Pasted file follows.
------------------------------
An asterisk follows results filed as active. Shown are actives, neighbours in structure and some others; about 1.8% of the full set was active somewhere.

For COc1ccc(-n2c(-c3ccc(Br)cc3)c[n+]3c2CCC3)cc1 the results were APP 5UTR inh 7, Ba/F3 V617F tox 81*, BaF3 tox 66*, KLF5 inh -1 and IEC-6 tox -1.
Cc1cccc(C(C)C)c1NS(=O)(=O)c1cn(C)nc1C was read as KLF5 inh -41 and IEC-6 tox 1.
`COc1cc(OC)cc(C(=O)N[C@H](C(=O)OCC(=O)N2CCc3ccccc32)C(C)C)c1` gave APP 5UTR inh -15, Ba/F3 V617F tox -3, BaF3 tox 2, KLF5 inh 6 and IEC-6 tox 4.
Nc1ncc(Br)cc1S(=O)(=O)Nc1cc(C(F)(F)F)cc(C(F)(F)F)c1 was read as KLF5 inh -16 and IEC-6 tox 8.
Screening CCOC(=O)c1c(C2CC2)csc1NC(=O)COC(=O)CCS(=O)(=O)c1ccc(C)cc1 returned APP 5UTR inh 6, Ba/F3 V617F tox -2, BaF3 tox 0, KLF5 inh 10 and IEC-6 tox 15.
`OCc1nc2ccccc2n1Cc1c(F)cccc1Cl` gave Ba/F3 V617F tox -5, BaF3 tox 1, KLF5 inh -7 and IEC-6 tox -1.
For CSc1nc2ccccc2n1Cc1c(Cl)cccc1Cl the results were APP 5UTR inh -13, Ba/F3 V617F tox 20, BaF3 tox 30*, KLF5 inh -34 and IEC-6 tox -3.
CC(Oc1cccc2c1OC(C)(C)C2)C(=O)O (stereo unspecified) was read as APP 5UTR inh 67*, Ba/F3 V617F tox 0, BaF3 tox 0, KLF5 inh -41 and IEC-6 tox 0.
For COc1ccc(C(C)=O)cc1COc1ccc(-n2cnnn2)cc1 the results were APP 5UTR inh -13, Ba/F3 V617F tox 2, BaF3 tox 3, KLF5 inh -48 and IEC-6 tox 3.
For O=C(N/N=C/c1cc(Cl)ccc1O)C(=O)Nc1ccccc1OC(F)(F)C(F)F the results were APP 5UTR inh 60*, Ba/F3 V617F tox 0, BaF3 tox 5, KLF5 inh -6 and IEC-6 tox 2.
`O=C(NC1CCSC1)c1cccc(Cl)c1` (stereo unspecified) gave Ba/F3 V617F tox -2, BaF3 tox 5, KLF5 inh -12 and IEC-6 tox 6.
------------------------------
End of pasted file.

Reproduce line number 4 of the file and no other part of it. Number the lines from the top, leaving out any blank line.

`COc1cc(OC)cc(C(=O)N[C@H](C(=O)OCC(=O)N2CCc3ccccc32)C(C)C)c1` gave APP 5UTR inh -15, Ba/F3 V617F tox -3, BaF3 tox 2, KLF5 inh 6 and IEC-6 tox 4.